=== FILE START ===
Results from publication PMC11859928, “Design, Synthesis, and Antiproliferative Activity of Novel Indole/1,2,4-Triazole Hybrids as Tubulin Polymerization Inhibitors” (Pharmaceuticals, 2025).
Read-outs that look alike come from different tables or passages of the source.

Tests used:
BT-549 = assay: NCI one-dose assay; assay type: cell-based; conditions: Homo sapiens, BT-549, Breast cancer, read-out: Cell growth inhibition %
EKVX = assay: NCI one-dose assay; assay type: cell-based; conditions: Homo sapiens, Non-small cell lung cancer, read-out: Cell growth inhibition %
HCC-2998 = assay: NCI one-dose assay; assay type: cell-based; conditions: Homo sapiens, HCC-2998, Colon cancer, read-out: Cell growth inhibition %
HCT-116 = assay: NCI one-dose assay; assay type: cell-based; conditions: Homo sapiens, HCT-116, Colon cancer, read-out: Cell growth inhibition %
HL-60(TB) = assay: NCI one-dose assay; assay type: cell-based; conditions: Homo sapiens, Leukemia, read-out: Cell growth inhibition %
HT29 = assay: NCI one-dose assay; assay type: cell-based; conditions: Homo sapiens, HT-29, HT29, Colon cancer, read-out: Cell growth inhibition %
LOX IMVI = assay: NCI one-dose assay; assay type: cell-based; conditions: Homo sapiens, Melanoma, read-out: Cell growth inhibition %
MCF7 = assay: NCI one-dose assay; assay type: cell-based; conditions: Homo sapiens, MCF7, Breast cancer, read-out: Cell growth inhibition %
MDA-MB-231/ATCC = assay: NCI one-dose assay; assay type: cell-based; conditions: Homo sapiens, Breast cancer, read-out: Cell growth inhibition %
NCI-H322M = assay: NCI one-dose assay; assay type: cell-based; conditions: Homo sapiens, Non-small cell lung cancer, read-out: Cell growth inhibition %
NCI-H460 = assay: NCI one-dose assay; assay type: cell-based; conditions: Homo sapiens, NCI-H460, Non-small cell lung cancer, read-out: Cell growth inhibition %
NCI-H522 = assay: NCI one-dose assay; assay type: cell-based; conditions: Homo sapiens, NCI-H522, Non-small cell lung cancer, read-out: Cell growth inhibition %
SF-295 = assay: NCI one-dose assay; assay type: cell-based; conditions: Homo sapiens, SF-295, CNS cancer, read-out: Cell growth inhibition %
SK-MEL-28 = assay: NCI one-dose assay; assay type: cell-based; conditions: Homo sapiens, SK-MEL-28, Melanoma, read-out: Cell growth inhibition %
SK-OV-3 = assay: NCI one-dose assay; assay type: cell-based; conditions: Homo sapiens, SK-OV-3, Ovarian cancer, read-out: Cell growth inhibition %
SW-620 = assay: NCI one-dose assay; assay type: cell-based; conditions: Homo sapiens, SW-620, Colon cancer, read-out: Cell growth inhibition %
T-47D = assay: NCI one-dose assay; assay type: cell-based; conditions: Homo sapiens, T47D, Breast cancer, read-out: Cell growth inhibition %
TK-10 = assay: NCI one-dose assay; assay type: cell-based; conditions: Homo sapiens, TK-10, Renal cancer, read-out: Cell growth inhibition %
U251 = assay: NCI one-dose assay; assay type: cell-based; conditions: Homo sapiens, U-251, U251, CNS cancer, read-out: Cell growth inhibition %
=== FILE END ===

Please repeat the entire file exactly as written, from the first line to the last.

Results from publication PMC11859928, “Design, Synthesis, and Antiproliferative Activity of Novel Indole/1,2,4-Triazole Hybrids as Tubulin Polymerization Inhibitors” (Pharmaceuticals, 2025).
Read-outs that look alike come from different tables or passages of the source.

Tests used:
BT-549 = assay: NCI one-dose assay; assay type: cell-based; conditions: Homo sapiens, BT-549, Breast cancer, read-out: Cell growth inhibition %
EKVX = assay: NCI one-dose assay; assay type: cell-based; conditions: Homo sapiens, Non-small cell lung cancer, read-out: Cell growth inhibition %
HCC-2998 = assay: NCI one-dose assay; assay type: cell-based; conditions: Homo sapiens, HCC-2998, Colon cancer, read-out: Cell growth inhibition %
HCT-116 = assay: NCI one-dose assay; assay type: cell-based; conditions: Homo sapiens, HCT-116, Colon cancer, read-out: Cell growth inhibition %
HL-60(TB) = assay: NCI one-dose assay; assay type: cell-based; conditions: Homo sapiens, Leukemia, read-out: Cell growth inhibition %
HT29 = assay: NCI one-dose assay; assay type: cell-based; conditions: Homo sapiens, HT-29, HT29, Colon cancer, read-out: Cell growth inhibition %
LOX IMVI = assay: NCI one-dose assay; assay type: cell-based; conditions: Homo sapiens, Melanoma, read-out: Cell growth inhibition %
MCF7 = assay: NCI one-dose assay; assay type: cell-based; conditions: Homo sapiens, MCF7, Breast cancer, read-out: Cell growth inhibition %
MDA-MB-231/ATCC = assay: NCI one-dose assay; assay type: cell-based; conditions: Homo sapiens, Breast cancer, read-out: Cell growth inhibition %
NCI-H322M = assay: NCI one-dose assay; assay type: cell-based; conditions: Homo sapiens, Non-small cell lung cancer, read-out: Cell growth inhibition %
NCI-H460 = assay: NCI one-dose assay; assay type: cell-based; conditions: Homo sapiens, NCI-H460, Non-small cell lung cancer, read-out: Cell growth inhibition %
NCI-H522 = assay: NCI one-dose assay; assay type: cell-based; conditions: Homo sapiens, NCI-H522, Non-small cell lung cancer, read-out: Cell growth inhibition %
SF-295 = assay: NCI one-dose assay; assay type: cell-based; conditions: Homo sapiens, SF-295, CNS cancer, read-out: Cell growth inhibition %
SK-MEL-28 = assay: NCI one-dose assay; assay type: cell-based; conditions: Homo sapiens, SK-MEL-28, Melanoma, read-out: Cell growth inhibition %
SK-OV-3 = assay: NCI one-dose assay; assay type: cell-based; conditions: Homo sapiens, SK-OV-3, Ovarian cancer, read-out: Cell growth inhibition %
SW-620 = assay: NCI one-dose assay; assay type: cell-based; conditions: Homo sapiens, SW-620, Colon cancer, read-out: Cell growth inhibition %
T-47D = assay: NCI one-dose assay; assay type: cell-based; conditions: Homo sapiens, T47D, Breast cancer, read-out: Cell growth inhibition %
TK-10 = assay: NCI one-dose assay; assay type: cell-based; conditions: Homo sapiens, TK-10, Renal cancer, read-out: Cell growth inhibition %
U251 = assay: NCI one-dose assay; assay type: cell-based; conditions: Homo sapiens, U-251, U251, CNS cancer, read-out: Cell growth inhibition %